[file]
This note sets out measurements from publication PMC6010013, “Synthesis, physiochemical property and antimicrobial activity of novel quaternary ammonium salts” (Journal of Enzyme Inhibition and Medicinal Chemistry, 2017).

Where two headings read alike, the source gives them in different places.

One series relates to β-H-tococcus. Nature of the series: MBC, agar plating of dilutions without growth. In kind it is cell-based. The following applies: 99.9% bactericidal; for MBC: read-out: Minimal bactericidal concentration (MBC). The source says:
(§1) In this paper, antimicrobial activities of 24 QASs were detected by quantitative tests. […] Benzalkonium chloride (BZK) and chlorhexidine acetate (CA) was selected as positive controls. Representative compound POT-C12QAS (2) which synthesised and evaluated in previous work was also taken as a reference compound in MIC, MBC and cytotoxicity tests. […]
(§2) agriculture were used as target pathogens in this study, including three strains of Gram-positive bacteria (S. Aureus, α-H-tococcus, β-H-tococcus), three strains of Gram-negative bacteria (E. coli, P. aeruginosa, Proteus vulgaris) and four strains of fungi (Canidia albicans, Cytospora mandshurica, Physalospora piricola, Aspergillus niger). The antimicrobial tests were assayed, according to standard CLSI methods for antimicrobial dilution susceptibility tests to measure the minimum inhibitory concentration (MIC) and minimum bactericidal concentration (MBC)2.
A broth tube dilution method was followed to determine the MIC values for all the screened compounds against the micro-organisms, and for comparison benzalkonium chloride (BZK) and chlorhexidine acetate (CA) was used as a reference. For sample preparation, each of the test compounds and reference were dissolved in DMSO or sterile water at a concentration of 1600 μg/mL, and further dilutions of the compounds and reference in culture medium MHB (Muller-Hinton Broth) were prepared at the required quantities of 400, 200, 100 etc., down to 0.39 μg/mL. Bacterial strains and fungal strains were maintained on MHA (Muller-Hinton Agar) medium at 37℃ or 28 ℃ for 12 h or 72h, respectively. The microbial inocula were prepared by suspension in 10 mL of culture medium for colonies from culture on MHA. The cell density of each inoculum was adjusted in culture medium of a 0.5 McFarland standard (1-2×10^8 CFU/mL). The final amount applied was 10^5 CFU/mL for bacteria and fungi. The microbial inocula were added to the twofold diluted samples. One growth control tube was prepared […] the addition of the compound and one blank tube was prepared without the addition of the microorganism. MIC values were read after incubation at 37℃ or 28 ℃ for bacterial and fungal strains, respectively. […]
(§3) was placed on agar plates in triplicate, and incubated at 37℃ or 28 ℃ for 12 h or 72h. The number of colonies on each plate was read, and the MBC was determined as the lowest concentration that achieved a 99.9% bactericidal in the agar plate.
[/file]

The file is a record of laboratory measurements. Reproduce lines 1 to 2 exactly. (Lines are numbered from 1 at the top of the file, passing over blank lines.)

This note sets out measurements from publication PMC6010013, “Synthesis, physiochemical property and antimicrobial activity of novel quaternary ammonium salts” (Journal of Enzyme Inhibition and Medicinal Chemistry, 2017).

Where two headings read alike, the source gives them in different places.